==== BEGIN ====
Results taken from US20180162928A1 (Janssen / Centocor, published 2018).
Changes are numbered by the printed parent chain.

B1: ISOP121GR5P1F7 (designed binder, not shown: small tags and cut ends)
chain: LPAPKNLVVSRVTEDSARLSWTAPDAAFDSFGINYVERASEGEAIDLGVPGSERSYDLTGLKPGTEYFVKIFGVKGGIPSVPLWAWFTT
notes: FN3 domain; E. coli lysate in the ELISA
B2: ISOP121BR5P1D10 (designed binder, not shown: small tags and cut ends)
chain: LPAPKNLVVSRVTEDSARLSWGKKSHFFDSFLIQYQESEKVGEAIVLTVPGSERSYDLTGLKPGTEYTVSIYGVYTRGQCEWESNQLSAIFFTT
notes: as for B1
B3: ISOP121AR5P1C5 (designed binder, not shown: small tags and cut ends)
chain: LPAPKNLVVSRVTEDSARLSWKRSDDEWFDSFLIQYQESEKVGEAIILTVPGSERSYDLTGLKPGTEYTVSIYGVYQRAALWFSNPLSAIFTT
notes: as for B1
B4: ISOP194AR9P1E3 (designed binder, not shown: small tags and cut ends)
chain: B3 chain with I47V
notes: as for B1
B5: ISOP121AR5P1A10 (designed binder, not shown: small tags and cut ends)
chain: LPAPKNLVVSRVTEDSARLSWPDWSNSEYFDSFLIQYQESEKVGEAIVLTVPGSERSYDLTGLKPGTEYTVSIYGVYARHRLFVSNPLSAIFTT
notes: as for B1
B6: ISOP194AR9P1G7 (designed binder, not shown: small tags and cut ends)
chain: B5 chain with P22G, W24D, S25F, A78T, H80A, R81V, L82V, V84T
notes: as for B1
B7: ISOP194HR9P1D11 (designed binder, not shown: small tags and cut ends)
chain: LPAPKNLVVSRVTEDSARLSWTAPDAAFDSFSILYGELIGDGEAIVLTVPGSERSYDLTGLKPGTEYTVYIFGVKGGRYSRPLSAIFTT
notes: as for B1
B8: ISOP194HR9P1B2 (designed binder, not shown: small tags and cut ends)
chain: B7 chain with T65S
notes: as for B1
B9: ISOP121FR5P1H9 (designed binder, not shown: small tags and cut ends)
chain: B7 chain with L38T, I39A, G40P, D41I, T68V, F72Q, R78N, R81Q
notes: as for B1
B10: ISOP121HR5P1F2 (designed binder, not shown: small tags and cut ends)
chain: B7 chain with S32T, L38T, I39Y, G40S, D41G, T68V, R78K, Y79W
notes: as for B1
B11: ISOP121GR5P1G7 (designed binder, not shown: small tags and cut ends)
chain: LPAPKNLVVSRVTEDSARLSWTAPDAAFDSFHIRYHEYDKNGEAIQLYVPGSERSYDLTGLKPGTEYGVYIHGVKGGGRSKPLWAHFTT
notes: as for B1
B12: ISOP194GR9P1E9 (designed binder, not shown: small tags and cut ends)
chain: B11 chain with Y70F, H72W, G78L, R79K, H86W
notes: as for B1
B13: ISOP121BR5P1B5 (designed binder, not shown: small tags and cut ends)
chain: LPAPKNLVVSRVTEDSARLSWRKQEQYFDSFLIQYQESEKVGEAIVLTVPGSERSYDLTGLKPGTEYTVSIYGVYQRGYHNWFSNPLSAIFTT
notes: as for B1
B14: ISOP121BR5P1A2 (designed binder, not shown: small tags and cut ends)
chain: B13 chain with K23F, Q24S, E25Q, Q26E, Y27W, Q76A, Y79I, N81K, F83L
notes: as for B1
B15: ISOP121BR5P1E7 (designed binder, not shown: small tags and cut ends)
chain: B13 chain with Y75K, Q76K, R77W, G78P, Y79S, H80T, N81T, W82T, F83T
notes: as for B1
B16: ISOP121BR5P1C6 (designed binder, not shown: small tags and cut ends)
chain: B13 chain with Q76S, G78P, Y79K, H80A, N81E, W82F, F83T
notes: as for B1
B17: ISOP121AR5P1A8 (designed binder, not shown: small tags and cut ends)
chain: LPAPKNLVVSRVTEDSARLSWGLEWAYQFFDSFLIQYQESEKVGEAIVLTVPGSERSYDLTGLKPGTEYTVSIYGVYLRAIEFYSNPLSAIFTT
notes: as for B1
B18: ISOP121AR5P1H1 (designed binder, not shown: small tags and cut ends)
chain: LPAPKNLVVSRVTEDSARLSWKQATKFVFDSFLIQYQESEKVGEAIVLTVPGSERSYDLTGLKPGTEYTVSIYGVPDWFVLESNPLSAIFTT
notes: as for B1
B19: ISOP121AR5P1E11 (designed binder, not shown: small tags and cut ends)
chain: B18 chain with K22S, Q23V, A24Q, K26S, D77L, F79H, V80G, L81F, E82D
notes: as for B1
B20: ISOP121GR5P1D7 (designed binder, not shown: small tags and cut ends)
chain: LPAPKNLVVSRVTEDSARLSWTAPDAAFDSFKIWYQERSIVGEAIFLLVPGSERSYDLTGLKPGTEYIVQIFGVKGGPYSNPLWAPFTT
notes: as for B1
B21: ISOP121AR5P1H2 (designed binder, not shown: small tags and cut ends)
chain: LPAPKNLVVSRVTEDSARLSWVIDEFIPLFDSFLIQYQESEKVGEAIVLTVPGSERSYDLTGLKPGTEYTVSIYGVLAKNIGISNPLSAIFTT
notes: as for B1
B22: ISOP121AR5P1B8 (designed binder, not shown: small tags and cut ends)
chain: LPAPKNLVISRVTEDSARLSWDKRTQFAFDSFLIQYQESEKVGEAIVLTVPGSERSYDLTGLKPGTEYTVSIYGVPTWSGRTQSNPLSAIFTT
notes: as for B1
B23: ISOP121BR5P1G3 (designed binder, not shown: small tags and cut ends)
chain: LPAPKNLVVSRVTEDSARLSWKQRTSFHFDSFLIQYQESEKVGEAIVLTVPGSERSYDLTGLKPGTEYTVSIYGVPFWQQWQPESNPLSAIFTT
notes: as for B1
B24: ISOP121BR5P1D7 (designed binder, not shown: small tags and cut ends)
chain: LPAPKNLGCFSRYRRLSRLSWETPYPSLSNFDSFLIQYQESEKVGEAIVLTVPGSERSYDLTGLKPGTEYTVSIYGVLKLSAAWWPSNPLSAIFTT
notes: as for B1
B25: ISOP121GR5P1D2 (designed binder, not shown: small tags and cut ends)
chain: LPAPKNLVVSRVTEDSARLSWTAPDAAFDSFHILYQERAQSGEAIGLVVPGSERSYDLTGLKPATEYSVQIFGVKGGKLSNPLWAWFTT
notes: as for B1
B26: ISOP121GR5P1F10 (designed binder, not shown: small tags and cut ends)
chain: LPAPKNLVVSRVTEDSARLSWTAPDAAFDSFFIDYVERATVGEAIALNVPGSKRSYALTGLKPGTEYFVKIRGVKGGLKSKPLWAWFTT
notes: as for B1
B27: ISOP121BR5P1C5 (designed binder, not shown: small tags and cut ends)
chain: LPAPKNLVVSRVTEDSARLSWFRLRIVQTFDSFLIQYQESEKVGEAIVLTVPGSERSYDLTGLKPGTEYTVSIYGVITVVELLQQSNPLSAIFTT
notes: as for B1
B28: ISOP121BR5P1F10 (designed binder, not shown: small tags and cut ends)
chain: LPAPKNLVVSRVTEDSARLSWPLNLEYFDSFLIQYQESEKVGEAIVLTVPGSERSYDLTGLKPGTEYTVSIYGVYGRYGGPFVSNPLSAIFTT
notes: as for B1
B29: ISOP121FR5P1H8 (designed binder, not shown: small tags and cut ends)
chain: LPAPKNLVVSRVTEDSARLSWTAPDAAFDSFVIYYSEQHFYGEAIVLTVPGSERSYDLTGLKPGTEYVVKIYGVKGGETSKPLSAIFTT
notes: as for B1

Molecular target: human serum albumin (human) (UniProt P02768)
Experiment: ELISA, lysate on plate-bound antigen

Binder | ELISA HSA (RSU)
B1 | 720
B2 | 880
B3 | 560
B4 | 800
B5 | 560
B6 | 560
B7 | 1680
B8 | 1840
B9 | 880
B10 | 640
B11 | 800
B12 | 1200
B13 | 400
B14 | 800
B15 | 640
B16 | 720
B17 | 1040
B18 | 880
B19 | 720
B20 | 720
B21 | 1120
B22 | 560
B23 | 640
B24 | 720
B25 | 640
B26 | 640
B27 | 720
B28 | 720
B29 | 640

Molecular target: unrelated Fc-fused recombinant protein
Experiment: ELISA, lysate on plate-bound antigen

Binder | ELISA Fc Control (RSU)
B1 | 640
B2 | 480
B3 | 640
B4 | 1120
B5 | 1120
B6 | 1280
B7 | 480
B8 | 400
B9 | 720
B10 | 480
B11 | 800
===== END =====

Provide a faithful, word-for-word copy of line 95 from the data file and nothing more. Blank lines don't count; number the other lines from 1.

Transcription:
B3 | 560